It was one of the best tributes (eulogies) I saw or heard and perhaps the best speech President Christine Kangaloo (of Trinidad and Tobago) ever delivered. Kangalooo shone like a star. Hers stood out among all the tributes to Basdeo Panday. There were some personal comments but one appropriate for the occasion. It had its humor but was forceful.
And of the many people who occupied the Presidency of T&T, I would rate it as the best speech I ever heard. It was a kind of speech that only Panday could have delivered. She said what needed to be said about Bas and there were appropriate, beautiful anecdotes. It was a fitting tribute for the good ole Bas. She deserves praise for one of the finest speeches in her political history.
It was perhaps the most important speech ever delivered by a President for such a popular person. Panday was the most charismatic person in the history of T&T. He was unquestionably the country’s best orator. It was a terrific speech, a magnanimous one that a President ever delivered on an opponent. Off course, as President since last year. Kangaloo no longer has opponents. But the Kangaloo’s family (as PNMites) has been opponents of all the parties Panday was affiliated with – WFP, DLP, ULF, Alliance, NAR, and UNC. And Kangaloo herself was a political candidate for office, an elected parliamentarian, a Senator, Senate President and by extension (de facto) Vice President and Acting President of the country.
The speech was well received by everyone I engaged after the funeral. It stood out among the several tributes paid to the late former Prime Minister Basdeo Panday. Everyone gave it a positive rating, expressing surprise or shock for the content and delivery. They were curious about who wrote it. The audience cheered at the end even by those who were Kangaloo’s opponents and by the Panday’s family, dressed in white, and sitting on stage.
President Kangaloo came through very well. Everyone I engaged said she was simply fantastic. The speech has cast Kangaloo in a different light from when she elected. It is likely to propel her as among the most popular Presidents since Hassanalli (1980s). Although she was not favored by half of the population when she was chosen in early 2023, she started out well with high approval ratings. She has not taken unpopular or controversial actions since she was sworn in last year. This would elevate her status if only she avoids partisanship and be President of all.
The speech touched on Panday’s struggles and how he was effective at disarming opponents or winning over people opposed to him. She noted he had a great sense of humor. Panday had a terrific sense of humor. And she gave several apt anecdotes. He was the wittiest person I ever engaged. And even at 90, he was still very sharp. Once in a good mood, he would always smile and make you laugh as he did. Post-electoral politics, Panday received bi-partisan approval rating from among Trinibagonians, the highest in the country. He was rated as the best PM the country ever had. He ran an economy when oil was only US $10 a barrel as opposed to between $50 and $120 between 2010 and now. In 2008, oil was $147 a barrel. Many would have liked to see him return as PM as both the opposition and ruling parties face growing disenchantment with their leadership. Panday lived a life of dignity, kindness, compassion, and serving others which have been missing among many MPs.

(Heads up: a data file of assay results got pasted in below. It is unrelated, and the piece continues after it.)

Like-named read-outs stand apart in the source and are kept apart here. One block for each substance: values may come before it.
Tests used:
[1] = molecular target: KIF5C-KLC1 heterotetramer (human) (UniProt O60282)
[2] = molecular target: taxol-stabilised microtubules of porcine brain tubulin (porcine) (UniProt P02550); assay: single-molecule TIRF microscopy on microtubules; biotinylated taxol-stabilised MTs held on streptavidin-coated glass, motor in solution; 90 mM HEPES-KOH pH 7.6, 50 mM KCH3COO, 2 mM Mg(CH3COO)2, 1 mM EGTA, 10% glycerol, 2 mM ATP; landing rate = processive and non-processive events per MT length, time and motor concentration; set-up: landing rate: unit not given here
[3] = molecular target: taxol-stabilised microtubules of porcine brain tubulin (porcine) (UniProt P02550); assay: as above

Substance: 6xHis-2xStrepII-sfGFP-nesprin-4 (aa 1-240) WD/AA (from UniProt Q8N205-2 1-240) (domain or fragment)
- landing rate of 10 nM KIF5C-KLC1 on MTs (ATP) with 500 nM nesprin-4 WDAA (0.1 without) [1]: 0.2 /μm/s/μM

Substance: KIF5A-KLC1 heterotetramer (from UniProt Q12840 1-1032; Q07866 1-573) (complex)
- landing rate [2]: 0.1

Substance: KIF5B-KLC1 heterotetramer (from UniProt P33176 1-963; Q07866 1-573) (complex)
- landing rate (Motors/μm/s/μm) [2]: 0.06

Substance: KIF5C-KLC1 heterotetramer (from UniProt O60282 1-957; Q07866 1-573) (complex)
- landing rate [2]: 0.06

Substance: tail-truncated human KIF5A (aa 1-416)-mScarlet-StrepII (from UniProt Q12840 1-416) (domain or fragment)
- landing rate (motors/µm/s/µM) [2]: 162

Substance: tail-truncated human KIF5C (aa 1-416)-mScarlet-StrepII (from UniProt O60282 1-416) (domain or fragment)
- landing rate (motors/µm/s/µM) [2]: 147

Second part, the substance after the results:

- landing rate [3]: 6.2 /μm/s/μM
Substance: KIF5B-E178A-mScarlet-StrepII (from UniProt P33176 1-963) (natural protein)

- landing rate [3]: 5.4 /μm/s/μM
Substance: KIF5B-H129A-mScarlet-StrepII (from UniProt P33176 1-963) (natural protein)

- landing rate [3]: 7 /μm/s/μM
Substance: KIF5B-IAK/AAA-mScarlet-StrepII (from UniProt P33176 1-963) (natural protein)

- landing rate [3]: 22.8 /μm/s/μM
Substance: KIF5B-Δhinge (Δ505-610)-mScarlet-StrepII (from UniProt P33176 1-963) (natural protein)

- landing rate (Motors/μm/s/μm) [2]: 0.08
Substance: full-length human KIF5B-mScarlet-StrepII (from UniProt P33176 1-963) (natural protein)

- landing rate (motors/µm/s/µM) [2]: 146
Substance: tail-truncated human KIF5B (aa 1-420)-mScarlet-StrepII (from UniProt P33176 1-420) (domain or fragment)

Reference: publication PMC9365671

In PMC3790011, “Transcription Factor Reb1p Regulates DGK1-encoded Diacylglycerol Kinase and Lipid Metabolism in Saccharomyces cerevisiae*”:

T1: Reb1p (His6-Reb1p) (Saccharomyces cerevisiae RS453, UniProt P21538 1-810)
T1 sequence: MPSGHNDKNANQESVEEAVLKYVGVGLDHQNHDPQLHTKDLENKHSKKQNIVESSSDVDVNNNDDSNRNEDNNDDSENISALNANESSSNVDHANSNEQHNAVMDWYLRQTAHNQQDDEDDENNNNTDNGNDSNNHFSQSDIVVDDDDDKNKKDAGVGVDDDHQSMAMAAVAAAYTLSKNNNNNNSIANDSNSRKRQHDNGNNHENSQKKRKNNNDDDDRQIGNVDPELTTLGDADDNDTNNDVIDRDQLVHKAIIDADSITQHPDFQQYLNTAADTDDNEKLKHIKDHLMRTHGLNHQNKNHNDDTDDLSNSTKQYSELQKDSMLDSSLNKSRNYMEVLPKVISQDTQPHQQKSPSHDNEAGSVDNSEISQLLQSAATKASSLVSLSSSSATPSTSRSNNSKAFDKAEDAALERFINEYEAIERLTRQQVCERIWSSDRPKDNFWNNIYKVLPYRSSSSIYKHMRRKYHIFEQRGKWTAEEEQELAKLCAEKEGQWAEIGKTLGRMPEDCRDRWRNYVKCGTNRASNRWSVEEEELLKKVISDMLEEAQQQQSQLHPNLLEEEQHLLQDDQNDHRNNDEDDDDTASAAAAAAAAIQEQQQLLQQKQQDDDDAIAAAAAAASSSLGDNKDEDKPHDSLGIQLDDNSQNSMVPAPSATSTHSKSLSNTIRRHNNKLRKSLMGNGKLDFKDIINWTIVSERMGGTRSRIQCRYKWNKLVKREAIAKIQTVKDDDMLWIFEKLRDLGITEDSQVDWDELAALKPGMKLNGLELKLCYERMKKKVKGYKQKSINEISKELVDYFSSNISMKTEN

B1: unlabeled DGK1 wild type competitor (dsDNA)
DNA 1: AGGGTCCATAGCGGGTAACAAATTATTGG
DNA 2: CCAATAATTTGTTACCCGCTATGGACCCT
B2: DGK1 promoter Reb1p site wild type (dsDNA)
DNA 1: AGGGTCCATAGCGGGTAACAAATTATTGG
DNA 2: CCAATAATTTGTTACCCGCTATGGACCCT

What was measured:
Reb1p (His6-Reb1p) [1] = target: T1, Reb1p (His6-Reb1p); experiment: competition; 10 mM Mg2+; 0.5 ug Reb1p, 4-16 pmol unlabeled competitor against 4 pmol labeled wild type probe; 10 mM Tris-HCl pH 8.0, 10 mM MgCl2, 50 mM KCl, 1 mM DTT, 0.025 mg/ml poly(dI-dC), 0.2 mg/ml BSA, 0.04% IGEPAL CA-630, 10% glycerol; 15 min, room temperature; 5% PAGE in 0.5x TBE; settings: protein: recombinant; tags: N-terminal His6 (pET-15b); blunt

As Kangaloo noted, even though he was a political opponent, you could not help but liking and respecting him. Her father, a PNMite, respected Panday. As she reflected, Panday lived his life with a sense of duty and purpose. She noted that Panday was a genuinely optimistic and good man. Bas recognized that serving others enriched him and he never valued power over principle. His own interest was not more important than the country’s. Panday was willing to yield power for the betterment of the nation, and he did it at least on two occasion – giving up the leadership of NAR to ANR Robinson in 1986 in order to unite the country and again in December 2001 when he signed an agreement for Robinson to choose the Prime Minister between Patrick Manning and himself. Panday, as the incumbent and winner of the popular votes, did not lose the election and should have been appointed the PM.
And of Panday, I don’t think any occupant in the PM’s office was as courageous and principled as him in addressing issues whether it was workers’ rights, peoples’ rights, educational grants, among others.
Kangaloo recalled Panday praising her acceptance speech as excellent when she was sworn in as President but telling her she would not get anything done without constitutional reform. Will she support Panday’s call for constitutional reform?